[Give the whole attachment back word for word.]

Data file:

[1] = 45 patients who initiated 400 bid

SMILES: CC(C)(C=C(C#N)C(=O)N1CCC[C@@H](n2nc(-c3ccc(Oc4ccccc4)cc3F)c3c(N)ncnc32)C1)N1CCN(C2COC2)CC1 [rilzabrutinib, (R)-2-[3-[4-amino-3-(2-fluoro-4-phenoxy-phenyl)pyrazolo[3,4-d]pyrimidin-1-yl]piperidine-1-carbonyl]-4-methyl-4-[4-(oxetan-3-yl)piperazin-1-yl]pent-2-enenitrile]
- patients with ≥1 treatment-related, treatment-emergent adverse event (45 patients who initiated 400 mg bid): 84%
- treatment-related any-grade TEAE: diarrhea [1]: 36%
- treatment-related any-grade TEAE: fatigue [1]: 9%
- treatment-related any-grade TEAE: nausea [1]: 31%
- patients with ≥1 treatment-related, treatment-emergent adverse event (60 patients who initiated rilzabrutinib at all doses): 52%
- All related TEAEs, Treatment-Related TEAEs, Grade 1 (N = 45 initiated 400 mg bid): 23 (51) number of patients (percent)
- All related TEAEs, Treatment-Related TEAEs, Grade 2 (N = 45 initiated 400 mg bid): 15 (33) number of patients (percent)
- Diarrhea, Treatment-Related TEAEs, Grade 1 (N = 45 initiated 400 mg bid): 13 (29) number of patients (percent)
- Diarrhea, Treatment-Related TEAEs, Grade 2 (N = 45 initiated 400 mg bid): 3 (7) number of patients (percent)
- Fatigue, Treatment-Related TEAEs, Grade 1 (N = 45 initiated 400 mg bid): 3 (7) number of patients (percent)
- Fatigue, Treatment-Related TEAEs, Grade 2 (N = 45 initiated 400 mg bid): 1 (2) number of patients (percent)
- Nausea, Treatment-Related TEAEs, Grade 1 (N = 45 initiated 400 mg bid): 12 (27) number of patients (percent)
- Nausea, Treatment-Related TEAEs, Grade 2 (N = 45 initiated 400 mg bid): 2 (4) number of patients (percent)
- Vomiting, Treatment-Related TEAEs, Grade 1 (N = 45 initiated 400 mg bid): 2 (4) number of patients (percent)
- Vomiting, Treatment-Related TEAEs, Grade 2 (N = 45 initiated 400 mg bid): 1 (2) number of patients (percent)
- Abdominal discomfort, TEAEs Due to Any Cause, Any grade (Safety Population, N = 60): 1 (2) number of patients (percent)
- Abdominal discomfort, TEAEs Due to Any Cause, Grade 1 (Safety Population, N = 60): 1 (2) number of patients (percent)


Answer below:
[1] = 45 patients who initiated 400 bid

SMILES: CC(C)(C=C(C#N)C(=O)N1CCC[C@@H](n2nc(-c3ccc(Oc4ccccc4)cc3F)c3c(N)ncnc32)C1)N1CCN(C2COC2)CC1 [rilzabrutinib, (R)-2-[3-[4-amino-3-(2-fluoro-4-phenoxy-phenyl)pyrazolo[3,4-d]pyrimidin-1-yl]piperidine-1-carbonyl]-4-methyl-4-[4-(oxetan-3-yl)piperazin-1-yl]pent-2-enenitrile]
- patients with ≥1 treatment-related, treatment-emergent adverse event (45 patients who initiated 400 mg bid): 84%
- treatment-related any-grade TEAE: diarrhea [1]: 36%
- treatment-related any-grade TEAE: fatigue [1]: 9%
- treatment-related any-grade TEAE: nausea [1]: 31%
- patients with ≥1 treatment-related, treatment-emergent adverse event (60 patients who initiated rilzabrutinib at all doses): 52%
- All related TEAEs, Treatment-Related TEAEs, Grade 1 (N = 45 initiated 400 mg bid): 23 (51) number of patients (percent)
- All related TEAEs, Treatment-Related TEAEs, Grade 2 (N = 45 initiated 400 mg bid): 15 (33) number of patients (percent)
- Diarrhea, Treatment-Related TEAEs, Grade 1 (N = 45 initiated 400 mg bid): 13 (29) number of patients (percent)
- Diarrhea, Treatment-Related TEAEs, Grade 2 (N = 45 initiated 400 mg bid): 3 (7) number of patients (percent)
- Fatigue, Treatment-Related TEAEs, Grade 1 (N = 45 initiated 400 mg bid): 3 (7) number of patients (percent)
- Fatigue, Treatment-Related TEAEs, Grade 2 (N = 45 initiated 400 mg bid): 1 (2) number of patients (percent)
- Nausea, Treatment-Related TEAEs, Grade 1 (N = 45 initiated 400 mg bid): 12 (27) number of patients (percent)
- Nausea, Treatment-Related TEAEs, Grade 2 (N = 45 initiated 400 mg bid): 2 (4) number of patients (percent)
- Vomiting, Treatment-Related TEAEs, Grade 1 (N = 45 initiated 400 mg bid): 2 (4) number of patients (percent)
- Vomiting, Treatment-Related TEAEs, Grade 2 (N = 45 initiated 400 mg bid): 1 (2) number of patients (percent)
- Abdominal discomfort, TEAEs Due to Any Cause, Any grade (Safety Population, N = 60): 1 (2) number of patients (percent)
- Abdominal discomfort, TEAEs Due to Any Cause, Grade 1 (Safety Population, N = 60): 1 (2) number of patients (percent)